➌ Hit ENTER.

❹ Now, type the below command to display the file size on the terminal:

tune2fs -l ~/backup.img | grep "Inode size"

❺ Again, tap ENTER.

Output:

In the following image, you can see that I have created a file system of specified inode size.Creating a File System of Specified inode Size.

NOTE: The inode in Linux-OS is a data structure to keep track of the available files in the system. It stores the metadata of the files and the size of inode can start from 128 bytes.

Example 7: Specifying byte/inode Ratio While Creating a File System

You can specify the number of bytes per inode of the file system you want to create using the mke2fs command in Linux. You will need to use the option -i along with the desired ratio. In this example, I will create a filesystem with a byte/inode ratio of 1024. You can do the same by following the steps below.

Steps to Follow:

➊ At first, open the Ubuntu Terminal.

➋ Type the following command in the command prompt:

mke2fs -i 1024 ~/backup.img

➌ Now, press the ENTER button.

Output:

In the given image, you can see that I have created a file system with a specified byte/inode ratio.Specifying byte/inode Ratio While Creating a File System.

.Example 8: Creating an ext3 Journal File System Using the “mke2fs” Command in Linux

You can create an ext3 journal file system using the mke2fs command in Linux. You will need to use the option -j along with the command. In this example, I will create an ext3 journal file system in the backup.img disk space. To do the same you can follow the steps below

Steps to Follow:

➊ At first, launch the Ubuntu Terminal.

➋ Type the following command in the command prompt:

mke2fs -j ~/backup.img

➌ Now, hit the ENTER button.

Output:

In the image below, you can see that I have created the desired ext3 journal file system.Creating an ext3 Journal File System.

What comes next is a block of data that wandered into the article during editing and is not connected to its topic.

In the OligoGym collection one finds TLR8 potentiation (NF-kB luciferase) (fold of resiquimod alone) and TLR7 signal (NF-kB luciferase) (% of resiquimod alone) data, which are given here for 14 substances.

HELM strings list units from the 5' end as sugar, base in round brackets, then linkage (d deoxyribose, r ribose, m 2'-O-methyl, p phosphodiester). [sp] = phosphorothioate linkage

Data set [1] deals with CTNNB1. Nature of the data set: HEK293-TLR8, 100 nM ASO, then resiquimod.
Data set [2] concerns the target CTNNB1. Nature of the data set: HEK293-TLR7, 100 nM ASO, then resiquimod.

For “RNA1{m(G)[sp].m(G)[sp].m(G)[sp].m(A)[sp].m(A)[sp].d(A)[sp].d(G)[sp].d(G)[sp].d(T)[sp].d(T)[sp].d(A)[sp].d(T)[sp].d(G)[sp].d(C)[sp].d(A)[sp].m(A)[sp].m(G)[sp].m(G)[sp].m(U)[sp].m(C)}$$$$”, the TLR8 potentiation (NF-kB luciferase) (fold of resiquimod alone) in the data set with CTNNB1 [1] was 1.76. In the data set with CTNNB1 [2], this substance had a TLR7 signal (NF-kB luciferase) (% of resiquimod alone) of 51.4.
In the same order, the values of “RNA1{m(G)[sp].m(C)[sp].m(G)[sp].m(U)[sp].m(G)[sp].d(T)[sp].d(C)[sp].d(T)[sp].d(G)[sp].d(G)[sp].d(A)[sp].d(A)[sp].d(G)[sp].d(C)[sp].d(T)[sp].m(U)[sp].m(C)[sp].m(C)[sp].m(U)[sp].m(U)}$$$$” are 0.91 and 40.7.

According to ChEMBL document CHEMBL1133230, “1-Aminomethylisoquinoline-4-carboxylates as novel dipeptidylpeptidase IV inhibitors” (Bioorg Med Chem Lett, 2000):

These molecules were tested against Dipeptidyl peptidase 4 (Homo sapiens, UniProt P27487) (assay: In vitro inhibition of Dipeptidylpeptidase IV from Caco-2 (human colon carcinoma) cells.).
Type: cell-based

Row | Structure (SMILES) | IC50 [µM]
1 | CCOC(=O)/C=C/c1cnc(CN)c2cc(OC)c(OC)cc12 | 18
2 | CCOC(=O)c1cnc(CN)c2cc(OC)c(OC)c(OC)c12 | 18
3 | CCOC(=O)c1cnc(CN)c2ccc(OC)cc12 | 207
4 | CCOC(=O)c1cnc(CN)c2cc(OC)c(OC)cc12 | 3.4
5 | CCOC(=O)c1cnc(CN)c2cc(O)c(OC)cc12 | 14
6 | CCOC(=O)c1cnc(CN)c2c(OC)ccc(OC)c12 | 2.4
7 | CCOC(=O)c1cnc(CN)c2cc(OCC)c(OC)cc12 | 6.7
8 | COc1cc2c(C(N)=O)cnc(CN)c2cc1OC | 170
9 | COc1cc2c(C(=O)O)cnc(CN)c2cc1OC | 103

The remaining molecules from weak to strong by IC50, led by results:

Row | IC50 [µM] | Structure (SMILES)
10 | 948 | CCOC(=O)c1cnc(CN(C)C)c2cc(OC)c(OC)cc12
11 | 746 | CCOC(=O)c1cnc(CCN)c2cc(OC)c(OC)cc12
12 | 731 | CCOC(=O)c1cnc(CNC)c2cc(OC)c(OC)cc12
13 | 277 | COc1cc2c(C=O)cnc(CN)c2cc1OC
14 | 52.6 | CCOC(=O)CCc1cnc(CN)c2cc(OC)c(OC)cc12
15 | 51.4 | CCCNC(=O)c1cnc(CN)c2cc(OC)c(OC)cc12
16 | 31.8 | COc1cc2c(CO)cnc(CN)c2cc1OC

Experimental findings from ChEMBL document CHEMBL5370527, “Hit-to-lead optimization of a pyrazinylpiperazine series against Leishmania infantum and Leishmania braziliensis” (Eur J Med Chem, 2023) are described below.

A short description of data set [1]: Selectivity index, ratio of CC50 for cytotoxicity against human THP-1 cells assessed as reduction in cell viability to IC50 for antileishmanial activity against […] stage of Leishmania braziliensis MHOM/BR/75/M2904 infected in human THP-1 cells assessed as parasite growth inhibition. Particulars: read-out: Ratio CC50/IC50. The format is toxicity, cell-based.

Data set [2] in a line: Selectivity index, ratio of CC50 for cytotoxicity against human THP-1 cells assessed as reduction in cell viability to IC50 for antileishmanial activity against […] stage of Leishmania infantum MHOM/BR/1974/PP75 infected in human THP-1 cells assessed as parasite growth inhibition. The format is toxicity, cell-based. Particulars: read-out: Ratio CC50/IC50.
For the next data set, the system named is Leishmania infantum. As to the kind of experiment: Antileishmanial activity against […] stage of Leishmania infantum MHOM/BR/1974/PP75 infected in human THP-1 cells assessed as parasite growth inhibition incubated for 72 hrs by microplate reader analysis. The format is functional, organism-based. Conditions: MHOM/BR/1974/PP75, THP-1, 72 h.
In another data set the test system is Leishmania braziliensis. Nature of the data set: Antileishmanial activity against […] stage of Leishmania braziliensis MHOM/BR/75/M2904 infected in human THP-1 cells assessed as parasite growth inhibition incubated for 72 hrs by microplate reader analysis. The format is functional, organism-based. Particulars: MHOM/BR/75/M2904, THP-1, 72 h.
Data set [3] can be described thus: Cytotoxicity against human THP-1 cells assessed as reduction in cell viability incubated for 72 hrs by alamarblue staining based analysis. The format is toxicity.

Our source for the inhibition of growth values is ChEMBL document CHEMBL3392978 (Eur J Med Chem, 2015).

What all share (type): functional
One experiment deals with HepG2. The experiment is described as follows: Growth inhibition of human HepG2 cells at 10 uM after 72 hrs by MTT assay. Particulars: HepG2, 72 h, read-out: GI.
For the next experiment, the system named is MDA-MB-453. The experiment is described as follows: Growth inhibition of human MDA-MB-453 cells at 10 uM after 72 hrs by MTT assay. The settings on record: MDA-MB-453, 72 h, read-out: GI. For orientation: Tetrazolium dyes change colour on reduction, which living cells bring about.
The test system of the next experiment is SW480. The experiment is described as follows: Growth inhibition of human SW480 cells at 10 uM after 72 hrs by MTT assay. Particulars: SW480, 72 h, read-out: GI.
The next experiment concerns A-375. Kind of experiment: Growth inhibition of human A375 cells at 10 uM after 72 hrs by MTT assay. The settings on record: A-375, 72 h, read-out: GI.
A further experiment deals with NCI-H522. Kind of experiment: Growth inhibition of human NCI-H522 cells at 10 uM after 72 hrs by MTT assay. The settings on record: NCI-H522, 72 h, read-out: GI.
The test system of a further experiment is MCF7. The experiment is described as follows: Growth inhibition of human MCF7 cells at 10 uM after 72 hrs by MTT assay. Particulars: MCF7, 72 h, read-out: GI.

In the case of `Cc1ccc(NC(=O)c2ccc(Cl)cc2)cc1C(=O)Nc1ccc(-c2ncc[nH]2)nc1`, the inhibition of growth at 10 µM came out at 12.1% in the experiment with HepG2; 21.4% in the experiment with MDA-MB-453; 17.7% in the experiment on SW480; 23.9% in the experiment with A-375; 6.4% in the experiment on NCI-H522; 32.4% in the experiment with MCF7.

Example 9: Setting the Last Mounted Directory Using the “mke2fs” Command in Linux

You can determine where the file system should be mounted using the mke2fs command in Linux. To do so you must use the option -M and then the directory. In this example, I will mount the file system in the /mount_backup directory. Follow the given process to do the same.

Steps to Follow:

➊ At first open the Ubuntu Terminal.

➋ Type the following command in the command prompt:

mke2fs -M /mount_backup ~/backup.img

➌ Press ENTER.

❹ Now, type the below command to display the file size on the terminal:

tune2fs -l ~/backup.img | grep "Last mounted on"

❺ Again hit ENTER.

Output:

In the image below, you can see that I have set the last mounted directory for the created filesystem.Setting the Last Mounted Directory Using the mke2fs Command in Linux.

Example 10: Force Create a File System Using the “mke2fs” Command in Linux

You can force create a file system using the mke2fs command in Linux with option -F. Force creation avoids displaying a confirmation message on the terminal for creating the file system. In this example, I will force create a file system in the backup.img disk space. To do the same you can follow the steps

Steps to Follow:

➊ At first, go to your Ubuntu Terminal.

➋ Type the following command in the command prompt:

mke2fs -F ~/backup.img

➌ Press the ENTER button.

Output:

In the image below, you can see that I have created a file system using the mke2fs command in Linux.Force creating a file system using the mke2fs command in Linux.

Conclusion

In this article, I have illustrated the most common uses of the mke2fs command in Linux. Learning these practical examples will help you create file systems from the command line. I hope the completion of the given tasks will help you with your experience in Linux and makes you a power user.


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Anonnya Ghosh

Anonnya Ghosh

Hello there! I am Anonnya Ghosh, a Computer Science and Engineering graduate from Ahsanullah University of Science and Technology (AUST). Currently, I am working as a Linux Content Developer Executive at SOFTEKO. The strong bond between Linux and cybersecurity drives me to explore this world of open-source architecture. I aspire to learn new things further and contribute to the field of CS with my experience. Read Full Bio